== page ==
A handful of Democratic legislators staged a reading of the book, “The Last Line of Defense: The New Fight for American Liberty,” in a Capitol Square office building Tuesday.
“I’m here to talk to you all about the scourge of recreation centers,” Del. Scott Surovell (D-Fairfax) began, launching into a section of the book in which Cuccinelli questions whether government should provide swimming pools and skating rinks that the private sector could supply.
“Today’s speakers will urge Virginians to buy and carefully read the book as an important look at the agenda Cuccinelli would bring with him to the Governor’s Mansion if elected,” read the Democrats’ invitation to the event.
Although Democrats’ sales pitch was clearly meant as a backhanded political compliment, Cuccinelli has never been shy about his political views. A hero to his party’s political base in large part because he speaks his mind, he clearly wants voters to buy and read his book, too.
“It’s unfortunate that Democrats in Richmond spent more time this morning reading Ken Cuccinelli’s book than working to fix some of the serious problems facing Virginia today,” Cuccinelli’s campaign manager, Dave Rexrode, said in a statement. “Once again Democrats have decided to cherry-pick statements in an attempt to scare seniors and voters for political gain. The Democrats continue to play political games rather than provide any substantive plans to move Virginia forward and it’s unfortunate for everyone in Virginia.”
Cuccinelli is running to succeed term-limited Gov. Robert F. McDonnell (R). He faces Democrat Terry McAuliffe, former chairman of the Democratic National Committee. Lt. Gov. Bill Bollling (R) is considering a run as an independent.
Cuccinelli’s book is largely a blow-by-blow account of the legal fight he and other Republican state attorneys general waged against President Obama’s health-care reform bill. The constitutionality of that measure was upheld last year in a controversial 5 to 4 ruling by the Supreme Court, although Cuccinelli’s own challenge to the measure was dismissed in 2011 and never actually reached the highest court.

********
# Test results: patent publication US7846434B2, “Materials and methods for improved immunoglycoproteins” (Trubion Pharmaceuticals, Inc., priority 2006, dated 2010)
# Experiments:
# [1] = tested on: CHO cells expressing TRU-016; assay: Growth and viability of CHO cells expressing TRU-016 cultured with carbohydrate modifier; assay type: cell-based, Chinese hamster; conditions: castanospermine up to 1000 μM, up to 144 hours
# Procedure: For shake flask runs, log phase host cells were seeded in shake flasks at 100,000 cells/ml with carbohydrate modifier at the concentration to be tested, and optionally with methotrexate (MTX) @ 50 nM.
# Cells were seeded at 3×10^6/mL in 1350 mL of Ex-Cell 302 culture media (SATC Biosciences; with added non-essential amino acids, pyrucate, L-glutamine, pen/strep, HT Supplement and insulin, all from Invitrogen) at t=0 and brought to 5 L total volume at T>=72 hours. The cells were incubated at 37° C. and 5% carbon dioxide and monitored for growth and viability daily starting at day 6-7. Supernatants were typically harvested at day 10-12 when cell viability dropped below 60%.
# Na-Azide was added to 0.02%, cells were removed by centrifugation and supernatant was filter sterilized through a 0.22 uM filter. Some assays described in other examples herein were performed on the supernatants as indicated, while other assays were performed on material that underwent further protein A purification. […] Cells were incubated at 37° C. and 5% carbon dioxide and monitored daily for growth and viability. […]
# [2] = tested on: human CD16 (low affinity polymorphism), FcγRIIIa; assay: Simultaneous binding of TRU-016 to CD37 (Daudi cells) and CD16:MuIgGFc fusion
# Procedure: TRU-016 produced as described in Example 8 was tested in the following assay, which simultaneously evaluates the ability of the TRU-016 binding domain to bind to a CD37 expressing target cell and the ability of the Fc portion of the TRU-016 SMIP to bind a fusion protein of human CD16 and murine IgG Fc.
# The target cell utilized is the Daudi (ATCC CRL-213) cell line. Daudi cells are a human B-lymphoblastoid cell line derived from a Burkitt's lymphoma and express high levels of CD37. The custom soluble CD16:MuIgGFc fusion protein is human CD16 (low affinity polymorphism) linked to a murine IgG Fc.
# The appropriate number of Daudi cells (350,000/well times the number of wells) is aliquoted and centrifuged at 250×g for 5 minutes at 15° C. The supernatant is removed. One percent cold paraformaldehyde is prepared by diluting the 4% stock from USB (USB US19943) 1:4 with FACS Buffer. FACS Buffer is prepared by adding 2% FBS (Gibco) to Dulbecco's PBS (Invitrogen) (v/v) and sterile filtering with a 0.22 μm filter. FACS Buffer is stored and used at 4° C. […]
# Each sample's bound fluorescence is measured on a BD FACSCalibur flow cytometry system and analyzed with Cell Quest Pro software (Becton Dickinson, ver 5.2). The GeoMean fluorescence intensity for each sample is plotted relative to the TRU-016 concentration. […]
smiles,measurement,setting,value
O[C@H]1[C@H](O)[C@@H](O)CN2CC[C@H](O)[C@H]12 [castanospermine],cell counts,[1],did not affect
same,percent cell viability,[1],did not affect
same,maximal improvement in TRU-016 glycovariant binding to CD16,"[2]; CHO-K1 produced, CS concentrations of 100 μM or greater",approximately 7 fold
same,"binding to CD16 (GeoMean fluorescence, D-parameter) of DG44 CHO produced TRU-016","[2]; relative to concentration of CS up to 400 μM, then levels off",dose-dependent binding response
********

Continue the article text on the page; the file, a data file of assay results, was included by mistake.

Cuccinelli uses the battle over health care as a window into his broader view of the Constitution as a document that helps safeguard individual liberties against encroachment by the government and to make his case that the Obama administration is populated by “the biggest set of lawbreakers in America.” By compelling Americans to purchase insurance, Cuccinelli writes, Obama “did to the American people what the tyrant we rebelled against in 1775 couldn’t even do when we were merely subjects.”
He writes of the “Liberty Pie,” explaining that every slice of the pie that is taken by government laws and regulations leaves less freedom for the people.
Beyond health care, Cuccinelli also uses the book to attack the “draconian regulations” of the Environmental Protection Agency and the Federal Communications Commission’s efforts to regulate the Internet.
Aside from a few forays into the history of the Constitution and the American Revolution, the book focuses almost entirely on events since 2009, the year Cuccinelli was elected attorney general and the health-care bill passed. Cuccinelli devotes little space to his own personal story, although he does mention a period of his boyhood when his mother became ill and the family did not have health insurance.
His parents sought help from extended family and fought to emerge from debt, Cuccinelli writes, “but despite the hardship, the last thing my parents thought about doing was asking the government to force other people to pay our bills.”
Cuccinelli does not delve into the current political scene in Virginia. He mentions McDonnell only once and does not thank the governor in the book’s lengthy list of acknowledgments. And Cuccinelli never references Bolling, his potential opponent in November.
Democrats who participated in Tuesday’s reading homed in on passages in which Cuccinelli criticizes popular programs such as Social Security and Medicare by suggesting that they make people dependent on government.
Surovell and Del. Alfonso H. Lopez (D-Arlington) were the most successful at getting into character, reading aloud with seeming conviction before adding personal asides.
Lopez recited Cuccinelli’s criticism of expanded prescription drug coverage under Medicare: “It was the largest entitlement program program in forty years, and it was created under Republican president George W. Bush,” he read.
Then Lopez added: “So sayeth Ken Cuccinelli.”